Thanks for the image of the typical Renaissance C clef. I don't understand why it has a thick horizontal line in the middle, but it's better than anything I could find online. Finn Froding (talk) 22:04, 28 May 2014 (UTC)

You are welcome. I just looked on Wikimedia Commons and chose the example that seemed most suitable. The centre of the clef is not really a single, thick line, but rather a juxtaposition of the bottom line of the upper "box", the top line of the lower "box", and the staff line passing between them. There is a huge variation in the forms of clefs in early print sources. The one used in the Encyclopedia Britannica is not unique to that source, but is a form found mainly in late-19th-century and early 20th-century prints. I haven't checked, but I think you will find very similar forms in the first edition of Grove's Dictionary. Your information on Playford is interesting. I had never thought about just when this practice began. Certainly the ill-advised attempt to place a C clef on a space instead of a line must be much later. I don't think anyone in the 17th century can have been so stupid. "Octaving" use of clefs of course goes back much further than the 17th century, but only informally. Flutes and recorders, for example, normally played an octave higher than the notation, but this is inherent in the instrumental practice, rather than in the intended use of the notation itself.—Jerome Kohl (talk) 23:55, 28 May 2014 (UTC)

Baritone clef: it'd more clearer if...[edit]

I don't come here often. I don't know what the pressing issues here are. I find one thing that may be confusing for some: two separate baritone clefs. Of course if you think a little you see the 3rd F clef and the 5th line C clef are exactly the same thing, but howbout someone coming here for a quick encyclopaedic bit of info? Both so called baritone clefs should be in the same section. Furthermore it'd be good to insert an explanation of where one form of the baritone clef is found and where the other. Contact Basemetal here 01:40, 15 February 2014 (UTC) PS: I don't know if to make the "obsolete" dagger part of the section titles (for obsolete keys) was such a clever move. This makes referencing those sections more difficult and the information that those clefs are obsolete can go into the text of the section it doesn't need necessarily to be in the title of the section. Contact Basemetal here 01:59, 15 February 2014 (UTC)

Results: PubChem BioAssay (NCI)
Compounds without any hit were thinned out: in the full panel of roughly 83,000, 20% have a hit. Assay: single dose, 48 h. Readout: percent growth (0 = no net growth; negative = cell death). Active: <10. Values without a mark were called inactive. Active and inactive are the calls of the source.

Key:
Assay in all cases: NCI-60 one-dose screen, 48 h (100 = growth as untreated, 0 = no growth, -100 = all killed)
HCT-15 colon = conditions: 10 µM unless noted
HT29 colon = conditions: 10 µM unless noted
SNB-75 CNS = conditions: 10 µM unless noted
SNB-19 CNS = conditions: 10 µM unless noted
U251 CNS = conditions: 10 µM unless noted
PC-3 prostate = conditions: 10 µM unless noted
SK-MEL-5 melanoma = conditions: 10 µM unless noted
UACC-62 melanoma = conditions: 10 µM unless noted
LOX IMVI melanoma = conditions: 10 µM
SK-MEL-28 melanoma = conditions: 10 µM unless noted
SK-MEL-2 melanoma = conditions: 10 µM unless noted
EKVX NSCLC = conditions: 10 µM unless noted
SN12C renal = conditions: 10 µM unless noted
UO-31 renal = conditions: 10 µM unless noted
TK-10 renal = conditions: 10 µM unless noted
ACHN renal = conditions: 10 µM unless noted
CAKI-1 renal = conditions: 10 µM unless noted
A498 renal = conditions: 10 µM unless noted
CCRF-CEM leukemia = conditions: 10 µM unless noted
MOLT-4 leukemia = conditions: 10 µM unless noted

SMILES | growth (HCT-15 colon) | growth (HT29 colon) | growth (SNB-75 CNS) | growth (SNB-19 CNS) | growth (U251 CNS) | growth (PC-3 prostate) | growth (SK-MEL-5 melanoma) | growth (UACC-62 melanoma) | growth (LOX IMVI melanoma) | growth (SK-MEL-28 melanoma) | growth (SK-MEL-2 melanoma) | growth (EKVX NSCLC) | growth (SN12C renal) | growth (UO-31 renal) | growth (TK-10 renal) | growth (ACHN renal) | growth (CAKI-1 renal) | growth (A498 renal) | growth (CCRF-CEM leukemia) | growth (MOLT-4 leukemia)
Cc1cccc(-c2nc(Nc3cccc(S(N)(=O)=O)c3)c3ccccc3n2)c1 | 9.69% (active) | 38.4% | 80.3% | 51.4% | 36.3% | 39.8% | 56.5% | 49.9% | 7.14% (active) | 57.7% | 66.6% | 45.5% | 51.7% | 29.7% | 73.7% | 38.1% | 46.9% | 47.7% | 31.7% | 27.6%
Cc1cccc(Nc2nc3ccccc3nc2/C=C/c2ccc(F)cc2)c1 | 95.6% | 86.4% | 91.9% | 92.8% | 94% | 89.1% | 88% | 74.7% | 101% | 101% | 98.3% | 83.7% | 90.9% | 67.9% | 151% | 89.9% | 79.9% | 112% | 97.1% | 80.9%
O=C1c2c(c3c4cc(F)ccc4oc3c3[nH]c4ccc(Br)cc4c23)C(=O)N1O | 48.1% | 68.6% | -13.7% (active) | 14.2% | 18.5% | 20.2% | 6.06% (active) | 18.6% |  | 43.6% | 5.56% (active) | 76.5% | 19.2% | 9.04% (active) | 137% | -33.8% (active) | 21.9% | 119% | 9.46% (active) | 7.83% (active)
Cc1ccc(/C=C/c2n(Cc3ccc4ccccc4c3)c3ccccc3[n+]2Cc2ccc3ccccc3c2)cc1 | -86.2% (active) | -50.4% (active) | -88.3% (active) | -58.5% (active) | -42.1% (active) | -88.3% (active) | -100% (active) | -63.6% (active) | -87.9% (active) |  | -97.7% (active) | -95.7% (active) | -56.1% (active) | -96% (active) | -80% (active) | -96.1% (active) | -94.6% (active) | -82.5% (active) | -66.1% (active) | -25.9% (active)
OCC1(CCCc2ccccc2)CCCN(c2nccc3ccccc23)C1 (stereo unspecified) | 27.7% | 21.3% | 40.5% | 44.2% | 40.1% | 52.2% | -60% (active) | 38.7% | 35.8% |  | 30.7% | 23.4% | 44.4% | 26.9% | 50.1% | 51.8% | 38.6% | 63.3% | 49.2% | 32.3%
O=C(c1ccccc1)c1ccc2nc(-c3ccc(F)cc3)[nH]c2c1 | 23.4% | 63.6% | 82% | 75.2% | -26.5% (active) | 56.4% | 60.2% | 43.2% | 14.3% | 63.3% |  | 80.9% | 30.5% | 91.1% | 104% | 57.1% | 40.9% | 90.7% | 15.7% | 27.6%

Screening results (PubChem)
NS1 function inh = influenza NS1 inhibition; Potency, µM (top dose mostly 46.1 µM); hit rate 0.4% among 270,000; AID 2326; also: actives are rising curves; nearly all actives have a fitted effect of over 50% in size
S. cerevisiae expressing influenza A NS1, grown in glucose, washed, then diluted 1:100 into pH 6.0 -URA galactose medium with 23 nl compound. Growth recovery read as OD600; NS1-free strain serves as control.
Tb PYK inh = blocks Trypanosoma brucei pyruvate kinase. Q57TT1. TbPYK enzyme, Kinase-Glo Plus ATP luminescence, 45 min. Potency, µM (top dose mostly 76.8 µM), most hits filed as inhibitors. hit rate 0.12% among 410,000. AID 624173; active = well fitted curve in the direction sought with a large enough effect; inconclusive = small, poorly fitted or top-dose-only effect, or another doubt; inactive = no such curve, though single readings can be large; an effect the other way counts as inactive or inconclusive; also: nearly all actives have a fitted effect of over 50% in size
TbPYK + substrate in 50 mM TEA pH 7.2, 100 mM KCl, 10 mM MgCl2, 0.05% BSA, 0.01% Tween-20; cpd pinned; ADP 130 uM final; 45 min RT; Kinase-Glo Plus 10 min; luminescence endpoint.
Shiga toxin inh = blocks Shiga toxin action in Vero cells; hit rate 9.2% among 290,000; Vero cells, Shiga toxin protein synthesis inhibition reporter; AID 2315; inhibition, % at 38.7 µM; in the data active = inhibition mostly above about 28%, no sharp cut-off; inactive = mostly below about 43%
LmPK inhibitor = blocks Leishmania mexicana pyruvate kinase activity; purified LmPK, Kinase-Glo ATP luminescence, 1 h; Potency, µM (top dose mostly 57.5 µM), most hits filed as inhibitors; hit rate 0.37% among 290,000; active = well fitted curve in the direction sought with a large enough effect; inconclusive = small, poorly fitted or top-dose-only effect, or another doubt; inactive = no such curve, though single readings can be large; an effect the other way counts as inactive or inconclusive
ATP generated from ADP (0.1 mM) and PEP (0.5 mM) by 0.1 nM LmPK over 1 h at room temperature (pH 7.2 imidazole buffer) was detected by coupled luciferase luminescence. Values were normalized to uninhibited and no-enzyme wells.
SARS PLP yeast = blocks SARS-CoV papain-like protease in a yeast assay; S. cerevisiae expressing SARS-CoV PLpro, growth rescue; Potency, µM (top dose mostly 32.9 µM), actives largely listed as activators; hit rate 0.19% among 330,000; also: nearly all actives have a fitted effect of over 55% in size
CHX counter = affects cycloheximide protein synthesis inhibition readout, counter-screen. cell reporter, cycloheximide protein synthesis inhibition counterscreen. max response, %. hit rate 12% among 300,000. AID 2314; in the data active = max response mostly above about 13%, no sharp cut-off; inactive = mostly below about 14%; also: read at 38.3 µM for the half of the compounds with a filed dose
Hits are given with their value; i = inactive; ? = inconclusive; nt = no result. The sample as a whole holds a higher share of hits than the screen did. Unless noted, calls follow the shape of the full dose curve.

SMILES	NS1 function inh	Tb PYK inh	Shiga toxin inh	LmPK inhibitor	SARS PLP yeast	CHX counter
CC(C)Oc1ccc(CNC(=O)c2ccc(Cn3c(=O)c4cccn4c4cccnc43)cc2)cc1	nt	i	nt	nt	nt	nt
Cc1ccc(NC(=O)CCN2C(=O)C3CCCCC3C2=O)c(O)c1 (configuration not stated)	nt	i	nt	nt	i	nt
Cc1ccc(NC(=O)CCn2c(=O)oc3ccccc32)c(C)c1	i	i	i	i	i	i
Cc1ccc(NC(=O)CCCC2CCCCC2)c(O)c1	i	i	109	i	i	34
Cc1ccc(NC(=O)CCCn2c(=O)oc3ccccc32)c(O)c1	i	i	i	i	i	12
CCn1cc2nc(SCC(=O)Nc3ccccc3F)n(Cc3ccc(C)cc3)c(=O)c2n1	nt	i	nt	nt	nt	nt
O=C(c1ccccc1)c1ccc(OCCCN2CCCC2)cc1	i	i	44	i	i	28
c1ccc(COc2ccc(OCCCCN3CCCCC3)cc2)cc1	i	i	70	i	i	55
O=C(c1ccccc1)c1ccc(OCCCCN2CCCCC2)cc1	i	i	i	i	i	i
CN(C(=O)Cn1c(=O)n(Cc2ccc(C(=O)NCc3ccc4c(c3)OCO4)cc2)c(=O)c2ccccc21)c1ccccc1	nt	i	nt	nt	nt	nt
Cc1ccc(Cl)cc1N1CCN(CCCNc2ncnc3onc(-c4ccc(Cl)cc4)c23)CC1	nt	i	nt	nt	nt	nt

Some inconsistencies[edit]

One section name (section "Alto clef") is anchored others are not. There are redirects for some names (for example "viola clef", "treble clef", "tenor clef", "bass clef" are redirects to this page) and not for others. Just thought I'd let you know. Contact Basemetal here 18:44, 15 February 2014 (UTC)

Alto Clef examples[edit]

Which edition of John Cage's Dream is written in alto clef? All the ones I have seen are written switching from treble to bass. Célestin le Possédé (talk) 18:26, 20 March 2014 (UTC)

You've got me wondering too: perhaps I meant Music for Marcel Duchamp from the film Dreams That Money Can Buy. But I can't put my hands on Dream at the moment. Which printing are you looking at? Sparafucil (talk) 19:28, 20 March 2014 (UTC)

The Peters edition I think. It's a pdf. But it would make sense in alto clef for sure. I'll take a look in a library soon. Célestin le Possédé (talk) 23:16, 20 March 2014 (UTC)

Counting notes the right way[edit]

I only count notes from A4 to A5 as a major count (not a minor count) like this: A4-B4-C4-D4-E4-F4-G4-A5 is a correct way. But not from C4 to C5 (C4-D4-E4-F4-G4-A4-B4-C5) because that's not what I want. Should be counted that way instead of using a C-clef.

--Allen talk 03:18, 20 September 2014 (UTC)

Variation in hand-written clefs[edit]

What about including this image or something like it? Andy Mabbett (Pigsonthewing); Talk to Andy; Andy's edits 15:51, 19 October 2014 (UTC)

I like the illustration, especially the Debussy example, which would be very helpful to newcomers to music notation because it shows so clearly the relation of the treble-clef shape to the letter G. Is this a copyright-free image? I notice it does not come from Wikimedia Commons, and while the composers' handwriting as such is undoubtedly out of copyright, the arrangement and labeling may not be. There is also the question of placement. This article is already rather graphics heavy, and the logically obvious place for such an image (the introduction of the G clef) would put it in one of the graphically densest parts of the article.—Jerome Kohl (talk) 22:14, 19 October 2014 (UTC)
I'm going to be contrarian and say that illustration wouldn't really add much. It doesn't show any historical progression; it would be akin to showing handwriting samples of famous authors in an article on the alphabet. The forms of the clefs were fixed before most of these composers were born, and the fact that they wrote them hastily doesn't really add much to the reader's comprehension of the clefs' form and meaning. —Wahoofive (talk) 20:49, 20 October 2014 (UTC)
Agree. Unless there are references to show the historical transformations leading to the modern form, individual examples don't add anything informative. Tayste (edits) 20:55, 20 October 2014 (UTC)